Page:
A coach who has trained some of the UK’s best athletes has raised more than £8,000 for Guy’s and St Thomas’ NHS Foundation Trust to thank the doctors and nurses that helped him overcome testicular cancer.
John Powell MBE, 58, from Bromley in Kent, and a recently retired police superintendent, said: “I was diagnosed with testicular cancer at Guy’s and St Thomas’ in 1990, and over the ensuing years I’ve raised more than £7,000 to thank them for prolonging my life. In February this year I hosted a charity dinner for the hospital, and we managed to raise another £1,200 to mark that it’s been 25 years since my final dose of treatment back in 1992.”
John, who has coached dozens of British international athletes, including Phillips Idowu, treble European medallist David Bolarinwa, and Olympian Chris Lambert, had major surgery to treat his cancer at Guy’s and St Thomas’ after his diagnosis and was given the all clear in July 1991.
Unfortunately, the cancer returned that October, and John was told he only had six months to live if left untreated. Following medical advice he decided to freeze his sperm as the chemotherapy he needed can affect fertility. John also underwent a bone marrow transplant as part of treatment, and was cared for in Samaritan Ward at Guy’s Hospital. He made a full recovery, and was back at work answering 999 calls within just two months.
John re-married in 2008, and in February 2012 his daughter Jasmine was born using the sperm that had been frozen in 1991. As such that made Jasmine the “oldest” IVF baby ever in the UK. And to top that off, John and his wife Chanphen were delighted when their second child Jessica arrived 21 months later after private specialists had given him a one in two million chance of conceiving naturally.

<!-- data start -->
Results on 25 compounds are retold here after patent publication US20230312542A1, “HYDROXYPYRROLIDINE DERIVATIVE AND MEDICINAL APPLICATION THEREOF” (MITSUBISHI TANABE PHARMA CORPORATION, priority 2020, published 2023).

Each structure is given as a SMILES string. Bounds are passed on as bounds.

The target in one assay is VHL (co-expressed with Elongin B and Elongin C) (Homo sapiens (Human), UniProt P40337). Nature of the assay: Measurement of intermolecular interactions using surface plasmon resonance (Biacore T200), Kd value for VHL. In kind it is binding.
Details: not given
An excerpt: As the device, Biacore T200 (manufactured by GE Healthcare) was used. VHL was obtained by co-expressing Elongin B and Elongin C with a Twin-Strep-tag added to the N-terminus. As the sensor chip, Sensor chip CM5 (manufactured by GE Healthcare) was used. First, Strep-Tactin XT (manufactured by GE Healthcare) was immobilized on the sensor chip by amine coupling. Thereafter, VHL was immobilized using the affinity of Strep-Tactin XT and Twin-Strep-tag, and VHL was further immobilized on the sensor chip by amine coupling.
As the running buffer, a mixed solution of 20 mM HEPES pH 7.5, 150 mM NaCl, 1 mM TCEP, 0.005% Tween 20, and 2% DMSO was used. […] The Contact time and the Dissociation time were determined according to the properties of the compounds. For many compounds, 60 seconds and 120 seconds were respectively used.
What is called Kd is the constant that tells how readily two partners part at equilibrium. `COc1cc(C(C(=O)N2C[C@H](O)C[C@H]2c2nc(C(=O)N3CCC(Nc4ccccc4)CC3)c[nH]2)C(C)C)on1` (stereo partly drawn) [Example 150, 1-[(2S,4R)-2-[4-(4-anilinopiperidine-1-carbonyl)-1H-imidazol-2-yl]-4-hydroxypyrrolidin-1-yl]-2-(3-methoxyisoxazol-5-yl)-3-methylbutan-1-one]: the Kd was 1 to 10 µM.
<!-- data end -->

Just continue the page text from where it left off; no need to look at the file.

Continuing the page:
He said: “I am quite simply the happiest man alive.”
Louise Farrow, who cared for John when he stayed on Samaritan Ward in 1991 and is now matron of the ward, said: “I was part of the team that treated John when he first came to us in 1991, and it is great to see him doing so well as an athletics coach and police superintendent all these years later.
“We are overjoyed at John’s generosity, and this money will go a long way in helping other people suffering from different types of cancer and undergoing chemotherapy.”
John added: “I have been fortunate enough to have travelled the world as an athletics coach, been promoted to superintendent in the police, attended two Olympic Games including London 2012 as a coach, and been awarded an MBE for services to athletics by the Queen. This was all possible thanks to the wonderful treatment I received at Guy’s and St Thomas’. I quite literally owe them everything.”
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